Advance warning: This is a very boring post.

In my last post I outlined a ludicrously over-simplified model for why you might want to consider high variance strategies.

I’ve been thinking over some of the modelling assumptions and wondering whether it could be made a bit less over-simplified. The only ones that are obviously easy to weaken are the assumptions on the distribution shape.

Here’s an example that shows you need *some* assumptions on the distribution shape. Consider a standard distribution \(Z\) with \(P(Z = 1) = P(Z = -1) = \frac{1}{2}\) and suppose we can choose strategies of the form \(\mu + \sigma Z\). Note that \(E(Z) = 0\) and \(\mathrm{Var}(Z) = 1\) so these really are the mean and standard deviation of our distributions.

But \(E(\max\limits_{1 \leq k \leq n} Z_i) = 1 (1 – 2^{-n}) – 2^{-n} = 1 – 2^{1 – n}\) (because the maximum takes the value \(-1\) only if all of the individual values are \(-1\), which happens with probability \(2^{-n}\)). So \(E(\max\limits_{1 \leq k \leq n} \mu + \sigma Z_i) = \mu + (1 – 2^{1 – n} \sigma\). \(1 – 2^{1 – n} < 1\), so you’re always better off raising \(\mu\) rather than \(\sigma\).

The interesting feature of this example is that \(P(X_k \leq \mu + \sigma) = 1\). If this happens then it will always be the case that \(E(\mathrm{max}(X_k) ) \leq \mu + \sigma\) so there’s no real benefit to raising \(\sigma\) instead of \(\mu\) (note: It’s conceivable that there’s some complicated dependency on \(\mu\) as a parameter, but I’m just going to assume that \(\mu\) is purely positional and not worry about that).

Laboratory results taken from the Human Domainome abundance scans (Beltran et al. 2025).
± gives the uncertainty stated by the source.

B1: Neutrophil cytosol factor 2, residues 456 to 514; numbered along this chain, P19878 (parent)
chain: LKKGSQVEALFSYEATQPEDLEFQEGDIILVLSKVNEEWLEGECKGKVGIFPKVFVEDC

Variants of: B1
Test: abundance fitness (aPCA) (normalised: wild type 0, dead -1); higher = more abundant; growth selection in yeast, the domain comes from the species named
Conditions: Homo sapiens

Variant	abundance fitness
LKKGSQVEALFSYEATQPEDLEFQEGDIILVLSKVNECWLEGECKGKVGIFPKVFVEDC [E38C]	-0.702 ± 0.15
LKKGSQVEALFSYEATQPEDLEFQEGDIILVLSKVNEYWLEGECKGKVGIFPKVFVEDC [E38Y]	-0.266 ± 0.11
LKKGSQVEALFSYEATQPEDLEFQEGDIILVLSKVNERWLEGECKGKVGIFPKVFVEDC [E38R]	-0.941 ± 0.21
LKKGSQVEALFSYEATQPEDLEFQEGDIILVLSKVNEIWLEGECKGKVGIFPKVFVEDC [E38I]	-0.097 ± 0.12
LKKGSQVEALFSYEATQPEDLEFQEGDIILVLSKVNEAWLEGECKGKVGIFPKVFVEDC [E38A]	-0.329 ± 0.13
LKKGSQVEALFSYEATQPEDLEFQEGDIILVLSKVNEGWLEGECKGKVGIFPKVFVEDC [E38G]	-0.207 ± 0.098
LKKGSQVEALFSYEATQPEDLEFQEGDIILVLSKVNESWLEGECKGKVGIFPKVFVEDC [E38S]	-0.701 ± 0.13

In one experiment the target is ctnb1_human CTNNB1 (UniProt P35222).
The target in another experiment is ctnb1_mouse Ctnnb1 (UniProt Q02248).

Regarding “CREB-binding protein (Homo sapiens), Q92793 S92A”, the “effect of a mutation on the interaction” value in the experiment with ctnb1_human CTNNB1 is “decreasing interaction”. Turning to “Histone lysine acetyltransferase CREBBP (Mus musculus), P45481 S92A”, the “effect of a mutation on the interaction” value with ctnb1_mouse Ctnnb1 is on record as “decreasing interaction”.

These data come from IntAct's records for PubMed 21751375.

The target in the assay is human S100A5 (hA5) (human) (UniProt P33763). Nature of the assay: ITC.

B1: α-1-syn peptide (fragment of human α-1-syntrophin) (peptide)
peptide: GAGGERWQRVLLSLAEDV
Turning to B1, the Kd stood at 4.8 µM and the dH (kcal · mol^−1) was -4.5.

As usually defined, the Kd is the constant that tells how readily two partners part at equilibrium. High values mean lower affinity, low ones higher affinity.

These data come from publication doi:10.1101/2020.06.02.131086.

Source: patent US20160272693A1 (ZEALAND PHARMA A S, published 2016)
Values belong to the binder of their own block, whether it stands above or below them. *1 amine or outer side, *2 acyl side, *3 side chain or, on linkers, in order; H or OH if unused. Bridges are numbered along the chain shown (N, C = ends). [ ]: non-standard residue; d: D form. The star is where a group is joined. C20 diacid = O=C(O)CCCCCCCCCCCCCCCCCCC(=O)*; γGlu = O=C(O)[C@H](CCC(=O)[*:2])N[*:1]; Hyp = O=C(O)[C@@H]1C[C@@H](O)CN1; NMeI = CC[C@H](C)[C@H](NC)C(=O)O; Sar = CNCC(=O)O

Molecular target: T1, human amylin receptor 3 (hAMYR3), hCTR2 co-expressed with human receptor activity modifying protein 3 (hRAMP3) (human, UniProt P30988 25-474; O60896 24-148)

You only need to go slightly beyond that to show that for some sufficiently large group you’ll always eventually be better off raising \(\sigma\) rather than \(\mu\).

Suppose all our strategies are drawn from some distribution \(X = \mu + Z^\sigma\) with \(E(Z^\sigma) = 0\). The only dependency on \(\sigma\) that we care about is that \(P(Z^\sigma \geq (1 + \epsilon)\sigma \geq p\). for fixed \(\epsilon > 0, 0 < p < 1\) and all \(\sigma > 0\) (this is trivially satisfied by the normal distribution for example).

Then we have \(E(\max\limits_{1 \leq k \leq n} X_n) = \mu +E(\max\limits_{1 \leq k \leq n} Z^\sigma_n)\).

So we now just want to find some lower bounds on \(T_n = E(\max\limits_{1 \leq k \leq n} Z^\sigma_n)\). We’ll split this up as three variables. Let \(T_n = U_n + V_n + W_n\) where \(U_n = T_n \mathbb{1}_{T_n \leq 0}\), \(V_n = T_n \mathbb{1}_{0 < T_n < (1 + \epsilon) \sigma }\) and \(W_n = T_n \mathbb{1}_{(1 + \epsilon) \sigma \leq T_n }\).

Because \(U_n \geq 0\) and \(W_n \leq (1 + \epsilon) \sigma\) this gives us the lower bound \(E(T_n) \geq E(U_n) + (1 + \epsilon)\sigma P(W_n \geq (1 + \epsilon) \sigma) \geq E(U_n) + (1 + \epsilon)\sigma (1 – p)^n\).

We now just need to bound \(U_n\) below. But \(U_n \geq U_1 \mathbb{1}_{T_k \leq 0, k \geq 2}\). But these two random variables are independent so \(E(U_n) \geq E(U_1) P(Z \leq 0)^{n – 1}\). Therefore \(E(T_n) \geq + (1 + \epsilon)\sigma (1 – p)^n\)

This lower bound lets us show a much less pretty version of our last result:

Given a strategy \(\mu, \sigma\) being employed by \(n\) people, and given some increase \(a\) which could go to either \(\mu\) or \(\sigma\) there exists some sufficiently large \(m\) such that for \(m\) people, changing the strategy to \(\mu, \sigma + a\) would beat changing the strategy to \(\mu + a, \sigma\).

Yeah, that phrasing is kinda gross to me too.

Note though that if we go back to the previous case where \(\sigma\) is just a scaling parameter and are just dropping the normality strategy, we can use our lower bound on \(E(T_n)\) to find some \(n\) for which \(E(T_n|\sigma = 1) > 1\) and for all \(m \geq n\) it will be beneficial to increase \(\sigma_n\).

Note by the way the crucial role of \(\epsilon\). I think if you consider a distribution that takes with equal probability the values \(\sigma, -\sigma, \sigma + 2^{-\sigma}, -\sigma – 2^{-\sigma}\) (note that \(\sigma\) is not the standard deviation here) then it’s not actually helpful to raise \(\sigma\) instead of \(\mu\), even though \(P(Z^\sigma > \sigma) = \frac{1}{4}\). I have not bothered to work out the details.